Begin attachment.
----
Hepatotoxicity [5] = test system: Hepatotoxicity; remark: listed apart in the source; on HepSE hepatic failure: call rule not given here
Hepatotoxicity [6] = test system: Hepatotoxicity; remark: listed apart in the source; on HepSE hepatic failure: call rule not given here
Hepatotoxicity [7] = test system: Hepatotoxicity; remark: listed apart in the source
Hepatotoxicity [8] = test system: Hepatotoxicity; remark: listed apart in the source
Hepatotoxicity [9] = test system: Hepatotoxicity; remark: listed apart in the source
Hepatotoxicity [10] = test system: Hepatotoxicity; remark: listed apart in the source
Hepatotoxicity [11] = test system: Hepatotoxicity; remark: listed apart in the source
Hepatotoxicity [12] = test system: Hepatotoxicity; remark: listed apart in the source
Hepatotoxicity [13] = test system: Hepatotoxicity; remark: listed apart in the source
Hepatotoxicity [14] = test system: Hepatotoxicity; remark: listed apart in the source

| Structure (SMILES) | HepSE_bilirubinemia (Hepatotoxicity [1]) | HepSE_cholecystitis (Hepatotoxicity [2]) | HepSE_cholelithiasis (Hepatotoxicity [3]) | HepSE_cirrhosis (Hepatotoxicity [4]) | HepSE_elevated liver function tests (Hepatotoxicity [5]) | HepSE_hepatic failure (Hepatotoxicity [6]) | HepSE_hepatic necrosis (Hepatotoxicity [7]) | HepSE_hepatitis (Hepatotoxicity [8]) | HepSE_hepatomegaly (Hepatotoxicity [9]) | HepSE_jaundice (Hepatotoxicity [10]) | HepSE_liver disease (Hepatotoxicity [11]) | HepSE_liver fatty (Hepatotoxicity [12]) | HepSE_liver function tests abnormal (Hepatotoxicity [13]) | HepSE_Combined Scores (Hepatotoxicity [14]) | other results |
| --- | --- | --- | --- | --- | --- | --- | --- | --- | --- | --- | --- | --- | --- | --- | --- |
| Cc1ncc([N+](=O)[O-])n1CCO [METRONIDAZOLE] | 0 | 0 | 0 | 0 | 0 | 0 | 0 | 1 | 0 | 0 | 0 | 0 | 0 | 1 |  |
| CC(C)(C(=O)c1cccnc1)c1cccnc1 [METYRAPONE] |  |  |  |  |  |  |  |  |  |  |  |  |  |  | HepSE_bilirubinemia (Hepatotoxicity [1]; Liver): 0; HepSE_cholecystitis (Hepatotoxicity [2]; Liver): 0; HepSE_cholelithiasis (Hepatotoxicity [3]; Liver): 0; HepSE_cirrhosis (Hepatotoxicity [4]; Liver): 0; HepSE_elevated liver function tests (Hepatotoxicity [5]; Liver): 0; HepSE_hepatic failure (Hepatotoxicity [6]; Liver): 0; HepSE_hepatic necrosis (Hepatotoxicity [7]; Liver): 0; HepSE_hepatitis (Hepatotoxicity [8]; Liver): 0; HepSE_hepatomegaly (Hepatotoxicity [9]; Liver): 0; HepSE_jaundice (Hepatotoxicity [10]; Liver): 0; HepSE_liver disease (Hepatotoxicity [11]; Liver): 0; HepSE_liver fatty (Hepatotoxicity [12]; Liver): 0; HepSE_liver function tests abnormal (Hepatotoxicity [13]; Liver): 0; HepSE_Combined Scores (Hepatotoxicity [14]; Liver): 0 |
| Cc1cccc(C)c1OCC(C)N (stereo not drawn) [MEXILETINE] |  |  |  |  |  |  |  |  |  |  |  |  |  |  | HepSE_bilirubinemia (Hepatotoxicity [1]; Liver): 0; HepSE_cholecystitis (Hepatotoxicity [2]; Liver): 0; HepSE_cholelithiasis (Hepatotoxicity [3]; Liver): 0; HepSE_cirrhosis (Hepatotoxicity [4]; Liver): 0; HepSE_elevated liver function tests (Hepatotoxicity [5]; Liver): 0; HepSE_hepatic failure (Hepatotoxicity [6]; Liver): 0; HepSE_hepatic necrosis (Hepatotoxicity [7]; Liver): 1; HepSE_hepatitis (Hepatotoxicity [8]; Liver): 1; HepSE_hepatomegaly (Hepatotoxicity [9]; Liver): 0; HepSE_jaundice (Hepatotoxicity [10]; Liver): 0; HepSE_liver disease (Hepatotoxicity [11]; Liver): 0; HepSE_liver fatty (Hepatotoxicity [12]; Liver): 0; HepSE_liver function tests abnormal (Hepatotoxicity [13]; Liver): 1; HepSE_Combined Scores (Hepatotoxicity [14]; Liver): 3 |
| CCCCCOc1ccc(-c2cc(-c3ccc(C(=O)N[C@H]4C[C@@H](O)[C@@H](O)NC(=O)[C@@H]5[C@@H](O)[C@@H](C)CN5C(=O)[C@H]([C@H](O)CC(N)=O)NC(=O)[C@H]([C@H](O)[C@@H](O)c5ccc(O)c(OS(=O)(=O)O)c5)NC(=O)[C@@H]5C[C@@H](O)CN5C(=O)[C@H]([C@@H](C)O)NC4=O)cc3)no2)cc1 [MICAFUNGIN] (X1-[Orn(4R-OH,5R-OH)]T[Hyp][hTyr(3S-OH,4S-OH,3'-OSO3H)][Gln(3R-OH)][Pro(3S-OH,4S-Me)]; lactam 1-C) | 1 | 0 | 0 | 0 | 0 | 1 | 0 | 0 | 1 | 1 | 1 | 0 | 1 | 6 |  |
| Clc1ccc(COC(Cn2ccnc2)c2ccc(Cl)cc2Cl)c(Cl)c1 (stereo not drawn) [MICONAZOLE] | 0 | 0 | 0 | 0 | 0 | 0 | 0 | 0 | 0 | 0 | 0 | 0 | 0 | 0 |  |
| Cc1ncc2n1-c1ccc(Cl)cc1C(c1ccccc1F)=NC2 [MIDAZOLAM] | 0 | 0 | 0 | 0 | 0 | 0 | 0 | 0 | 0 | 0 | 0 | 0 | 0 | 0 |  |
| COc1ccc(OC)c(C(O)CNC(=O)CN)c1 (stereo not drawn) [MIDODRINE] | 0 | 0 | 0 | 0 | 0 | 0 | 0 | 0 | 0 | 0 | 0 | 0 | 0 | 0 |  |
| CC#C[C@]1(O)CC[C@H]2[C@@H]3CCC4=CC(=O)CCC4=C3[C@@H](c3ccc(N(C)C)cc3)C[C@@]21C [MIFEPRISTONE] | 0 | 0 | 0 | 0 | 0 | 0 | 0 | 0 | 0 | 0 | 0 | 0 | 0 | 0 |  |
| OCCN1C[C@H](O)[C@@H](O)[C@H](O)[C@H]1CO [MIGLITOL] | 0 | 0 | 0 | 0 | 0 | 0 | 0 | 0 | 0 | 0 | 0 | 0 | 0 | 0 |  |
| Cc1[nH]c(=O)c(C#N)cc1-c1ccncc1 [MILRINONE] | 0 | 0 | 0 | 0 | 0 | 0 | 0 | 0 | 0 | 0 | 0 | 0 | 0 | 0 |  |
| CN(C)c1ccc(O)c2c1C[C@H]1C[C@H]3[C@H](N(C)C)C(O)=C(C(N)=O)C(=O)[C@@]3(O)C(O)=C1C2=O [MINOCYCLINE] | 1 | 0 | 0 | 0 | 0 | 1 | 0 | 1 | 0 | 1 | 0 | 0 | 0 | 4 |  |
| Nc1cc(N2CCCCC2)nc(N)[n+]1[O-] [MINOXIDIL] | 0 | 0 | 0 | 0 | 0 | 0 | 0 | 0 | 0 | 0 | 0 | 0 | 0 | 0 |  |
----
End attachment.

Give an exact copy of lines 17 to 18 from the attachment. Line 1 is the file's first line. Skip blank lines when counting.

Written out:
| Clc1ccc(COC(Cn2ccnc2)c2ccc(Cl)cc2Cl)c(Cl)c1 (stereo not drawn) [MICONAZOLE] | 0 | 0 | 0 | 0 | 0 | 0 | 0 | 0 | 0 | 0 | 0 | 0 | 0 | 0 |  |
| Cc1ncc2n1-c1ccc(Cl)cc1C(c1ccccc1F)=NC2 [MIDAZOLAM] | 0 | 0 | 0 | 0 | 0 | 0 | 0 | 0 | 0 | 0 | 0 | 0 | 0 | 0 |  |